During the first week of October, Brooklyn Edwards was in the school gymnasium during her lunch period when she said a classmate took a piece of cotton out of his pocket, tossed it on the ground and told her to pick it.
Brooklyn, 15, described the incident a month later at the Johnston County, North Carolina, school board meeting. She said she’d dealt with racist bullying frequently as a Black student at Princeton Middle/High School, in a majority-white small town southeast of Raleigh. Classmates called her racial slurs, she said, including in front of teachers who failed to react. One classmate suggested she kill herself, so she might be reborn as a white girl, Brooklyn said.
“It’s bad enough we have to deal with racism in the real world. We shouldn’t have to deal with it in school,” she told the school board, pleading with them to investigate racial harassment in the district. “I’m speaking up for the ones that are too scared to speak up for themselves.”
After sharing her experiences at the board meeting, “I felt relieved and glad they finally knew what was going on,” Brooklyn said in a recent interview, “but I had a lot of doubt they were going to do anything.”
Kaiulani Moses, Brooklyn’s mother, said it was disheartening to see the Johnston County school board focused on a different issue this fall: ensuring that critical race theory, an academic concept that examines how racism is perpetuated through policies and institutions, is not taught in schools. She believes that sent the wrong message to students who bullied their classmates and the teachers and administrators tasked with ensuring safety.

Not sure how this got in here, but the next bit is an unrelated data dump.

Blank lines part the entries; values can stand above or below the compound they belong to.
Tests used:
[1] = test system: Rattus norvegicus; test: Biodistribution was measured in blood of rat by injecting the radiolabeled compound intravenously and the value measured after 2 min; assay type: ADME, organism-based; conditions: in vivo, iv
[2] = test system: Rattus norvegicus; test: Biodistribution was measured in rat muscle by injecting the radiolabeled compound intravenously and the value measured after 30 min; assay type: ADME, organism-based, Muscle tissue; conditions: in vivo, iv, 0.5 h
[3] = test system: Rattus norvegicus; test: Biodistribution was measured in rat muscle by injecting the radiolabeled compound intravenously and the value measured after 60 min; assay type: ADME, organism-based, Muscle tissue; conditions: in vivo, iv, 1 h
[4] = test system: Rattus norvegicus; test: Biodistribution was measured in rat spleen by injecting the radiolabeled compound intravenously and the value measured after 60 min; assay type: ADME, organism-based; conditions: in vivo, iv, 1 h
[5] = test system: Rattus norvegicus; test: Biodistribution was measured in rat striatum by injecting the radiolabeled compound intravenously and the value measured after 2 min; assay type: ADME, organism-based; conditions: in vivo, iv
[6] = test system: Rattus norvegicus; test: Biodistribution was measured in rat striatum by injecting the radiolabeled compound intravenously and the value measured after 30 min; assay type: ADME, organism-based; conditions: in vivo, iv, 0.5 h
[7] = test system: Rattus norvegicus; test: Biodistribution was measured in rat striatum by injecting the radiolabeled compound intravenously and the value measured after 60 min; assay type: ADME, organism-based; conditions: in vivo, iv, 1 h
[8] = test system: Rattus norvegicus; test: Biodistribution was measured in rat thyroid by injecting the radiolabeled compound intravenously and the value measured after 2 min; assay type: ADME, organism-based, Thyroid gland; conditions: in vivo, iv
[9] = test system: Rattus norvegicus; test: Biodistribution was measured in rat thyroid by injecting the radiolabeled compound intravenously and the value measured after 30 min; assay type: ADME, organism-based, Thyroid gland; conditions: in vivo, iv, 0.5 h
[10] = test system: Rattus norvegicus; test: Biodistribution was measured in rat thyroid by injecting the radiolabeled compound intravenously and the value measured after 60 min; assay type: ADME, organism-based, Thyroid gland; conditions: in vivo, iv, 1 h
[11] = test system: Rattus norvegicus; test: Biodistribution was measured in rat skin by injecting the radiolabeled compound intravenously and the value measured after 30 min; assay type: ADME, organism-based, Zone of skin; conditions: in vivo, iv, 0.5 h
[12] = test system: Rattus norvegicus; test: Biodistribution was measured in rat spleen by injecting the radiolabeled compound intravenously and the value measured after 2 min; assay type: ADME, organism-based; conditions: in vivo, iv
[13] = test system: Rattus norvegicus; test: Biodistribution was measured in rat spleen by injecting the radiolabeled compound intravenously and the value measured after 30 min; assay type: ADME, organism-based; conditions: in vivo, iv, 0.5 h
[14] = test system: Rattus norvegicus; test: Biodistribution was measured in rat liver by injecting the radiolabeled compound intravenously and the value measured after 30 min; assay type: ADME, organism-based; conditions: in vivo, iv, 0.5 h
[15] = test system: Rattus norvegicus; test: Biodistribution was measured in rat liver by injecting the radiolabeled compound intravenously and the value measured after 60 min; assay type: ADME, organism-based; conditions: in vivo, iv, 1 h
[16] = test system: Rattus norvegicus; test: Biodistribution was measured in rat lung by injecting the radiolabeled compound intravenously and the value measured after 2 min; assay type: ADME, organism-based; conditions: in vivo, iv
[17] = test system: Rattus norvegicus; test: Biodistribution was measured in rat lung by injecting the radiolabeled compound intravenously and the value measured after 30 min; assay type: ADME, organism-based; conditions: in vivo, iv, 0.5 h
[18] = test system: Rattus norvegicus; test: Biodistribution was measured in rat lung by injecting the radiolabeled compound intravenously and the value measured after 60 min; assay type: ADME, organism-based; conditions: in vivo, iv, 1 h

“It has made these children and some personnel and administrators at this school feel protected,” Moses said. The district is one of hundreds nationwide where some parents and conservative activists demanded that schools block classroom discussions of “white privilege,” cut back on equity training for teachers and stop hiring diversity consultants. The Johnston County Board of Commissioners promised in June to release $7.9 million in school funding if the district banned critical race theory, which administrators said schools did not teach.
In response, the school board enacted a rule in July barring staff members from doing anything to “create division” in the community. Then, in October, the board passed a policy that limits how teachers can talk about race and requires educators to present historical American figures as “innovators and heroes to our culture.”
“It’s all about politics, and our children are having to pay for it.”
kaiulani moses, Mother in North Carolina
After Brooklyn spoke at the board meeting, she said she continued to receive social media messages from classmates calling her racial slurs. Her mother transferred her to a different school in October.
“I shouldn’t have to relocate my children because they refuse to fix this problem,” Moses said. “It’s all about politics, and our children are having to pay for it.”
Moses said she met with the superintendent this month, after weeks of requesting to speak to him, and he said he would look into the harassment. The super
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